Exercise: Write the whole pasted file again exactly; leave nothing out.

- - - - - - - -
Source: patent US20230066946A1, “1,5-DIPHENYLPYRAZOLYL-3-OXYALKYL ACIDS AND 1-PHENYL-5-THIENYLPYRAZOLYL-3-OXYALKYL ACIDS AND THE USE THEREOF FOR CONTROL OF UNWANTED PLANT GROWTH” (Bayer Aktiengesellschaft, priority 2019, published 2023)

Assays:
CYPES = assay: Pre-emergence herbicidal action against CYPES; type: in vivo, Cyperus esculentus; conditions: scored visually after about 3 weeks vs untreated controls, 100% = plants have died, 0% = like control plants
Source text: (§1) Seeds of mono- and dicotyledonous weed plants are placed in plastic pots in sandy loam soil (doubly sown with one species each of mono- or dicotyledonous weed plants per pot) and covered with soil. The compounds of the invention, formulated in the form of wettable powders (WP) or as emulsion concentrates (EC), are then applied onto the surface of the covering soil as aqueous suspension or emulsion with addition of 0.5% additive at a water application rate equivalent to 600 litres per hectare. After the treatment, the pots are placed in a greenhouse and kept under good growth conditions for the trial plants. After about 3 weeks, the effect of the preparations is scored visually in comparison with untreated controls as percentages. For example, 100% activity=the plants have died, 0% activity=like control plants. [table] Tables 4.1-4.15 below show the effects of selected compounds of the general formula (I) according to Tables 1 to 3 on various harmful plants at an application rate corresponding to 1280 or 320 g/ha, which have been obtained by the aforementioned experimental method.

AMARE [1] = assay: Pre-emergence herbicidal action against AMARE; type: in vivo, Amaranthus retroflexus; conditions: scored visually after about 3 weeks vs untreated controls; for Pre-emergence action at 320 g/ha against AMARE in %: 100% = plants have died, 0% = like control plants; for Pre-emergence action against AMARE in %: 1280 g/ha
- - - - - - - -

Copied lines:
Source: patent US20230066946A1, “1,5-DIPHENYLPYRAZOLYL-3-OXYALKYL ACIDS AND 1-PHENYL-5-THIENYLPYRAZOLYL-3-OXYALKYL ACIDS AND THE USE THEREOF FOR CONTROL OF UNWANTED PLANT GROWTH” (Bayer Aktiengesellschaft, priority 2019, published 2023)

Assays:
CYPES = assay: Pre-emergence herbicidal action against CYPES; type: in vivo, Cyperus esculentus; conditions: scored visually after about 3 weeks vs untreated controls, 100% = plants have died, 0% = like control plants
Source text: (§1) Seeds of mono- and dicotyledonous weed plants are placed in plastic pots in sandy loam soil (doubly sown with one species each of mono- or dicotyledonous weed plants per pot) and covered with soil. The compounds of the invention, formulated in the form of wettable powders (WP) or as emulsion concentrates (EC), are then applied onto the surface of the covering soil as aqueous suspension or emulsion with addition of 0.5% additive at a water application rate equivalent to 600 litres per hectare. After the treatment, the pots are placed in a greenhouse and kept under good growth conditions for the trial plants. After about 3 weeks, the effect of the preparations is scored visually in comparison with untreated controls as percentages. For example, 100% activity=the plants have died, 0% activity=like control plants. [table] Tables 4.1-4.15 below show the effects of selected compounds of the general formula (I) according to Tables 1 to 3 on various harmful plants at an application rate corresponding to 1280 or 320 g/ha, which have been obtained by the aforementioned experimental method.

AMARE [1] = assay: Pre-emergence herbicidal action against AMARE; type: in vivo, Amaranthus retroflexus; conditions: scored visually after about 3 weeks vs untreated controls; for Pre-emergence action at 320 g/ha against AMARE in %: 100% = plants have died, 0% = like control plants; for Pre-emergence action against AMARE in %: 1280 g/ha